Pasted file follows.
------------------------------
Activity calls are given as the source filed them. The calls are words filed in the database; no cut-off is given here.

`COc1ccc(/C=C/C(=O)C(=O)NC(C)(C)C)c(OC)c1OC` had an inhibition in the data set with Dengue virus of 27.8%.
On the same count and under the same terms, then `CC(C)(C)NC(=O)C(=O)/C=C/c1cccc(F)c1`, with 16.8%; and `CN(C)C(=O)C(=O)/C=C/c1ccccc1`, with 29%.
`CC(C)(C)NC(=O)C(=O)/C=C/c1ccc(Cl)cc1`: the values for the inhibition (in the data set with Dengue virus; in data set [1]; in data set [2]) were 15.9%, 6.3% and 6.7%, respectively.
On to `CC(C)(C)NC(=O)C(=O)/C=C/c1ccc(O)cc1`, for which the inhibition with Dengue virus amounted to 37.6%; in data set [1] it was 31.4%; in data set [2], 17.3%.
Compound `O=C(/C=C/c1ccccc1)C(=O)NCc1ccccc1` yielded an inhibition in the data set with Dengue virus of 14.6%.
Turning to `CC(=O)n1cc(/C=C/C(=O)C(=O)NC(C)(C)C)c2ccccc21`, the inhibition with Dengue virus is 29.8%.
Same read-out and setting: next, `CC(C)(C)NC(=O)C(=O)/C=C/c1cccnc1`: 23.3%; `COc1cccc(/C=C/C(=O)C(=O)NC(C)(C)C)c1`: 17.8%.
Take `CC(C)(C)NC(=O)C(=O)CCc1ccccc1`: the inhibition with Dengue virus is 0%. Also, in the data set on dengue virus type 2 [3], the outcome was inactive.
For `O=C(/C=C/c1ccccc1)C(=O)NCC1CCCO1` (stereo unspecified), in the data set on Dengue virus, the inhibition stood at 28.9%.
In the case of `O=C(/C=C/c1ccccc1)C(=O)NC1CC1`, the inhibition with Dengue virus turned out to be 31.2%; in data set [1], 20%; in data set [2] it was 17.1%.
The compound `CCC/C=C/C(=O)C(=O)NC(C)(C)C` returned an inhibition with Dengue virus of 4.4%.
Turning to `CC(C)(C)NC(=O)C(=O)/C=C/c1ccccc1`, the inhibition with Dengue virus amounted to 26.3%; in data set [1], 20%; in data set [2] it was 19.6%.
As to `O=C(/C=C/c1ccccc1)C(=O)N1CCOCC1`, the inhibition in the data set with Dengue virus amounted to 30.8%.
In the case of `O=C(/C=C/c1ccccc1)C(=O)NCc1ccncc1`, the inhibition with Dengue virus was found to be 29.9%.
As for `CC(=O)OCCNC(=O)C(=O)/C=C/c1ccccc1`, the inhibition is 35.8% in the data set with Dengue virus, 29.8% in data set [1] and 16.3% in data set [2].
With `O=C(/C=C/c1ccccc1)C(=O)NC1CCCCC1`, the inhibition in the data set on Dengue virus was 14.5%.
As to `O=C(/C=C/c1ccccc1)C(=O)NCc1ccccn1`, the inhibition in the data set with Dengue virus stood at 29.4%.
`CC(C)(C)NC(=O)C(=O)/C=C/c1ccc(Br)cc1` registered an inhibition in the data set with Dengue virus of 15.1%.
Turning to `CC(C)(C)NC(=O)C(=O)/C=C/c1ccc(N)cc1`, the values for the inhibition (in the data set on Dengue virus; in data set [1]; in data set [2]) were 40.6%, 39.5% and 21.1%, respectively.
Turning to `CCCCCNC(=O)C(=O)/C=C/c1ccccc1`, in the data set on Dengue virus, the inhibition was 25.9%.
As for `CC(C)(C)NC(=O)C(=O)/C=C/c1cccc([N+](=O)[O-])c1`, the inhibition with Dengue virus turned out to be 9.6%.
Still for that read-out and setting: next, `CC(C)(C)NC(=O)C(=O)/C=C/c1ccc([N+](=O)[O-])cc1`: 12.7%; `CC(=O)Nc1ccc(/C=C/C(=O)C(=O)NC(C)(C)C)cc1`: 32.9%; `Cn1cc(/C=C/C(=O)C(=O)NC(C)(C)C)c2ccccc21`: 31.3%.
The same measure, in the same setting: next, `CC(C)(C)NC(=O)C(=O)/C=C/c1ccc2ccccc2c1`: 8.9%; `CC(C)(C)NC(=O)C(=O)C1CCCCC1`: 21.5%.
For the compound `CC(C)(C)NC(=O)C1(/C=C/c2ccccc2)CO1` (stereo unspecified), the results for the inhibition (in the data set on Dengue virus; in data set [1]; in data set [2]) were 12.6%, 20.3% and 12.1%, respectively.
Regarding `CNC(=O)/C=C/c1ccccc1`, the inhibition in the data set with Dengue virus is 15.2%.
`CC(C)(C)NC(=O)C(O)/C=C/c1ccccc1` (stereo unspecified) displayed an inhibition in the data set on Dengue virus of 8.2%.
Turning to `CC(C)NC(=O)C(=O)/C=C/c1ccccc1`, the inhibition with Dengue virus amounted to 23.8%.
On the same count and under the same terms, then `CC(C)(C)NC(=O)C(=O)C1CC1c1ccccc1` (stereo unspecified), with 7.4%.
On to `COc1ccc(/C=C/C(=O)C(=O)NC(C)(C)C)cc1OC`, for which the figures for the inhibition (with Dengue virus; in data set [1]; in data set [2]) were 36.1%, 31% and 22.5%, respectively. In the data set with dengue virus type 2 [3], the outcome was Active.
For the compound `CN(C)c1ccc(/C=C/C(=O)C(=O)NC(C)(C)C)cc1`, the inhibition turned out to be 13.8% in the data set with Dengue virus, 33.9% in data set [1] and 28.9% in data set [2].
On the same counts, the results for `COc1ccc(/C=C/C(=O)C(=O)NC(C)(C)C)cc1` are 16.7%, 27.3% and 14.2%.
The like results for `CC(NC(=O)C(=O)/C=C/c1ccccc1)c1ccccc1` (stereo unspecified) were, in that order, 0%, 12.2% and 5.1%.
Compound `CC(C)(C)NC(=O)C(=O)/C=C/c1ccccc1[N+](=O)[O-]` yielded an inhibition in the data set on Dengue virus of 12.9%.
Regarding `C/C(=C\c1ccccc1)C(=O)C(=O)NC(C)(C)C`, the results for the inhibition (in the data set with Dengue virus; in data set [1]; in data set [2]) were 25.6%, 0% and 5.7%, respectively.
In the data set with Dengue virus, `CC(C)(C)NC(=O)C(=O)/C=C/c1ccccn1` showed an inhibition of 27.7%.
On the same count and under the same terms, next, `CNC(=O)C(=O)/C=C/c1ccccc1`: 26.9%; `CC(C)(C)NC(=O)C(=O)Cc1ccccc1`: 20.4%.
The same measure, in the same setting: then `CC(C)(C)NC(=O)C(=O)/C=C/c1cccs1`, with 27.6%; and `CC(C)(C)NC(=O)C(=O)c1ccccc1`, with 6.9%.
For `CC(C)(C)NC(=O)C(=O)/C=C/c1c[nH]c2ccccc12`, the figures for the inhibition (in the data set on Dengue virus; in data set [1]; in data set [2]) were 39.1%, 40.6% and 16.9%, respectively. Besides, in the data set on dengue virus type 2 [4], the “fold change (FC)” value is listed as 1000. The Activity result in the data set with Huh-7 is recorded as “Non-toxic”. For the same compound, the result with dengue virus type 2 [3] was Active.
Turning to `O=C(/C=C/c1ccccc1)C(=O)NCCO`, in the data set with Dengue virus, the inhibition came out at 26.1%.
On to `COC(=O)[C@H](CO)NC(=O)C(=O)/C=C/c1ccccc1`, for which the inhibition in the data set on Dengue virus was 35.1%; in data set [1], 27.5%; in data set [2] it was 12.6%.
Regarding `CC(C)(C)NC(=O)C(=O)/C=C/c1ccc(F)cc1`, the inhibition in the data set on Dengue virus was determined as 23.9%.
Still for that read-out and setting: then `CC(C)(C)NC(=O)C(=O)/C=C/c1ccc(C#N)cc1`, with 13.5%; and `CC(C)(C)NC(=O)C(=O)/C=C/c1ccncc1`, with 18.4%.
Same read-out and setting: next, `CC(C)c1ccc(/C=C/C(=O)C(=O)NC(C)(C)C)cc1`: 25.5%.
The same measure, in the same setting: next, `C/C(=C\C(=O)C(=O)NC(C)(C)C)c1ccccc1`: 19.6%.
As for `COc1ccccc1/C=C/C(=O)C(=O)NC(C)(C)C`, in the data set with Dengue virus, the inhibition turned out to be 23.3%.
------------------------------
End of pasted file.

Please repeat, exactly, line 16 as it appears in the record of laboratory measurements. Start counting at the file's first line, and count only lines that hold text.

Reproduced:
As for `CC(=O)OCCNC(=O)C(=O)/C=C/c1ccccc1`, the inhibition is 35.8% in the data set with Dengue virus, 29.8% in data set [1] and 16.3% in data set [2].